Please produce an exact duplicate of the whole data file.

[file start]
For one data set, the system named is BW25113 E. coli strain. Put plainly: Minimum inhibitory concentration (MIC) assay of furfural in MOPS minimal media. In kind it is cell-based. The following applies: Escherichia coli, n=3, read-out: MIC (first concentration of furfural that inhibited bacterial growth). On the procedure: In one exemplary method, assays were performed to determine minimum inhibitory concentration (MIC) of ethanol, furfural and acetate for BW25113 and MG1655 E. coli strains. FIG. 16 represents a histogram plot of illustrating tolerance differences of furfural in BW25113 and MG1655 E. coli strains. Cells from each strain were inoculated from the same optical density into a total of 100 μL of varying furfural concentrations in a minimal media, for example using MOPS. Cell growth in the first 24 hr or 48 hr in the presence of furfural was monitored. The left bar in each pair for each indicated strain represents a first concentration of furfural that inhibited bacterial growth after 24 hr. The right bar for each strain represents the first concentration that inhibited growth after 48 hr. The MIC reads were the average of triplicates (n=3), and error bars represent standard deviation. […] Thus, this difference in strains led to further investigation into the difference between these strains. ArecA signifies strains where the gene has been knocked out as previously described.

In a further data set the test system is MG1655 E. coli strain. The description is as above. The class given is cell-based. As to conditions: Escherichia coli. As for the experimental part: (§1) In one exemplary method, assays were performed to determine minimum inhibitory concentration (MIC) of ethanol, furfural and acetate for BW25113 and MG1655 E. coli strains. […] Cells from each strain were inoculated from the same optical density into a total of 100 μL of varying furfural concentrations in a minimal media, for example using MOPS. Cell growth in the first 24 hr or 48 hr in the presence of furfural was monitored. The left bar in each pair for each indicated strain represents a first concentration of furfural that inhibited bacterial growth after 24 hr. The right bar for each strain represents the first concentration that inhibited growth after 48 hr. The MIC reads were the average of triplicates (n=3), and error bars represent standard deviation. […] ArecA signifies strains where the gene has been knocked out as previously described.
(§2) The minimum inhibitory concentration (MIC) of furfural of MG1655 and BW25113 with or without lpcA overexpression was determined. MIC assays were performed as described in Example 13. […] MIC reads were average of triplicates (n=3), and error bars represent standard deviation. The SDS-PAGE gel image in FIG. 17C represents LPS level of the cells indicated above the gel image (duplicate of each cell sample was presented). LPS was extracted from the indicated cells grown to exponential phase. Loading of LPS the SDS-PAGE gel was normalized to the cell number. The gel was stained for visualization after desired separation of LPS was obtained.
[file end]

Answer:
For one data set, the system named is BW25113 E. coli strain. Put plainly: Minimum inhibitory concentration (MIC) assay of furfural in MOPS minimal media. In kind it is cell-based. The following applies: Escherichia coli, n=3, read-out: MIC (first concentration of furfural that inhibited bacterial growth). On the procedure: In one exemplary method, assays were performed to determine minimum inhibitory concentration (MIC) of ethanol, furfural and acetate for BW25113 and MG1655 E. coli strains. FIG. 16 represents a histogram plot of illustrating tolerance differences of furfural in BW25113 and MG1655 E. coli strains. Cells from each strain were inoculated from the same optical density into a total of 100 μL of varying furfural concentrations in a minimal media, for example using MOPS. Cell growth in the first 24 hr or 48 hr in the presence of furfural was monitored. The left bar in each pair for each indicated strain represents a first concentration of furfural that inhibited bacterial growth after 24 hr. The right bar for each strain represents the first concentration that inhibited growth after 48 hr. The MIC reads were the average of triplicates (n=3), and error bars represent standard deviation. […] Thus, this difference in strains led to further investigation into the difference between these strains. ArecA signifies strains where the gene has been knocked out as previously described.

In a further data set the test system is MG1655 E. coli strain. The description is as above. The class given is cell-based. As to conditions: Escherichia coli. As for the experimental part: (§1) In one exemplary method, assays were performed to determine minimum inhibitory concentration (MIC) of ethanol, furfural and acetate for BW25113 and MG1655 E. coli strains. […] Cells from each strain were inoculated from the same optical density into a total of 100 μL of varying furfural concentrations in a minimal media, for example using MOPS. Cell growth in the first 24 hr or 48 hr in the presence of furfural was monitored. The left bar in each pair for each indicated strain represents a first concentration of furfural that inhibited bacterial growth after 24 hr. The right bar for each strain represents the first concentration that inhibited growth after 48 hr. The MIC reads were the average of triplicates (n=3), and error bars represent standard deviation. […] ArecA signifies strains where the gene has been knocked out as previously described.
(§2) The minimum inhibitory concentration (MIC) of furfural of MG1655 and BW25113 with or without lpcA overexpression was determined. MIC assays were performed as described in Example 13. […] MIC reads were average of triplicates (n=3), and error bars represent standard deviation. The SDS-PAGE gel image in FIG. 17C represents LPS level of the cells indicated above the gel image (duplicate of each cell sample was presented). LPS was extracted from the indicated cells grown to exponential phase. Loading of LPS the SDS-PAGE gel was normalized to the cell number. The gel was stained for visualization after desired separation of LPS was obtained.